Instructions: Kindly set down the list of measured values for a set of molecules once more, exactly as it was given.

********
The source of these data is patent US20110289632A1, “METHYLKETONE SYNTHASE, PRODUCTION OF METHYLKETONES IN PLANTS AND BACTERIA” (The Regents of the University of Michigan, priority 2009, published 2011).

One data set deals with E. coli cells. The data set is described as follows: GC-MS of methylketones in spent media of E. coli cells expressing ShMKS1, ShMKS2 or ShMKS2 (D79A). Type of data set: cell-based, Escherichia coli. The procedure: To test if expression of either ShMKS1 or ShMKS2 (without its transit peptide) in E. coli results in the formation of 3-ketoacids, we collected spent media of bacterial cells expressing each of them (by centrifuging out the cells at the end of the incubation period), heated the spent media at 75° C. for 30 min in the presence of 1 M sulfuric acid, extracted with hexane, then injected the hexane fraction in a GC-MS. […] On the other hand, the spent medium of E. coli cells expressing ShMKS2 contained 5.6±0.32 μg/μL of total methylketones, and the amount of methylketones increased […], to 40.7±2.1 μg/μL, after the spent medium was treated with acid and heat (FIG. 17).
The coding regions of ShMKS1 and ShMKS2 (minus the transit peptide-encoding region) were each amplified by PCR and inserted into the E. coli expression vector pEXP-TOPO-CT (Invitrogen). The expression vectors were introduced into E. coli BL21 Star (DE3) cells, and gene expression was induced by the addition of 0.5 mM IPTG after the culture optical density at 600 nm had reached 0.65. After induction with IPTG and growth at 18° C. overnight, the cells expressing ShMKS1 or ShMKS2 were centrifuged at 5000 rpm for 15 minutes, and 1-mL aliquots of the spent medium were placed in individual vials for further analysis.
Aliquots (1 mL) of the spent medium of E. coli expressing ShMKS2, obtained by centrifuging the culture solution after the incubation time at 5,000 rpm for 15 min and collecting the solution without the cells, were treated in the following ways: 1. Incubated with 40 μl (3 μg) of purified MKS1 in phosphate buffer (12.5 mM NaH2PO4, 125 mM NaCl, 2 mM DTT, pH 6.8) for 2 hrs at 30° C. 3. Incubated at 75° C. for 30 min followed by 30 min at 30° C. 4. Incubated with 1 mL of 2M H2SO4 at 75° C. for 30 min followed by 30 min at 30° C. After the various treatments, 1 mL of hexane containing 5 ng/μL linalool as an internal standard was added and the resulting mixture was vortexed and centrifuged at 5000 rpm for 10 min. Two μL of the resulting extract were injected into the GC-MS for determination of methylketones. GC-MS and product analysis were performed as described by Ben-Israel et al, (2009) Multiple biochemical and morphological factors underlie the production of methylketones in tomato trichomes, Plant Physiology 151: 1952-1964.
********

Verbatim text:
The source of these data is patent US20110289632A1, “METHYLKETONE SYNTHASE, PRODUCTION OF METHYLKETONES IN PLANTS AND BACTERIA” (The Regents of the University of Michigan, priority 2009, published 2011).

One data set deals with E. coli cells. The data set is described as follows: GC-MS of methylketones in spent media of E. coli cells expressing ShMKS1, ShMKS2 or ShMKS2 (D79A). Type of data set: cell-based, Escherichia coli. The procedure: To test if expression of either ShMKS1 or ShMKS2 (without its transit peptide) in E. coli results in the formation of 3-ketoacids, we collected spent media of bacterial cells expressing each of them (by centrifuging out the cells at the end of the incubation period), heated the spent media at 75° C. for 30 min in the presence of 1 M sulfuric acid, extracted with hexane, then injected the hexane fraction in a GC-MS. […] On the other hand, the spent medium of E. coli cells expressing ShMKS2 contained 5.6±0.32 μg/μL of total methylketones, and the amount of methylketones increased […], to 40.7±2.1 μg/μL, after the spent medium was treated with acid and heat (FIG. 17).
The coding regions of ShMKS1 and ShMKS2 (minus the transit peptide-encoding region) were each amplified by PCR and inserted into the E. coli expression vector pEXP-TOPO-CT (Invitrogen). The expression vectors were introduced into E. coli BL21 Star (DE3) cells, and gene expression was induced by the addition of 0.5 mM IPTG after the culture optical density at 600 nm had reached 0.65. After induction with IPTG and growth at 18° C. overnight, the cells expressing ShMKS1 or ShMKS2 were centrifuged at 5000 rpm for 15 minutes, and 1-mL aliquots of the spent medium were placed in individual vials for further analysis.
Aliquots (1 mL) of the spent medium of E. coli expressing ShMKS2, obtained by centrifuging the culture solution after the incubation time at 5,000 rpm for 15 min and collecting the solution without the cells, were treated in the following ways: 1. Incubated with 40 μl (3 μg) of purified MKS1 in phosphate buffer (12.5 mM NaH2PO4, 125 mM NaCl, 2 mM DTT, pH 6.8) for 2 hrs at 30° C. 3. Incubated at 75° C. for 30 min followed by 30 min at 30° C. 4. Incubated with 1 mL of 2M H2SO4 at 75° C. for 30 min followed by 30 min at 30° C. After the various treatments, 1 mL of hexane containing 5 ng/μL linalool as an internal standard was added and the resulting mixture was vortexed and centrifuged at 5000 rpm for 10 min. Two μL of the resulting extract were injected into the GC-MS for determination of methylketones. GC-MS and product analysis were performed as described by Ben-Israel et al, (2009) Multiple biochemical and morphological factors underlie the production of methylketones in tomato trichomes, Plant Physiology 151: 1952-1964.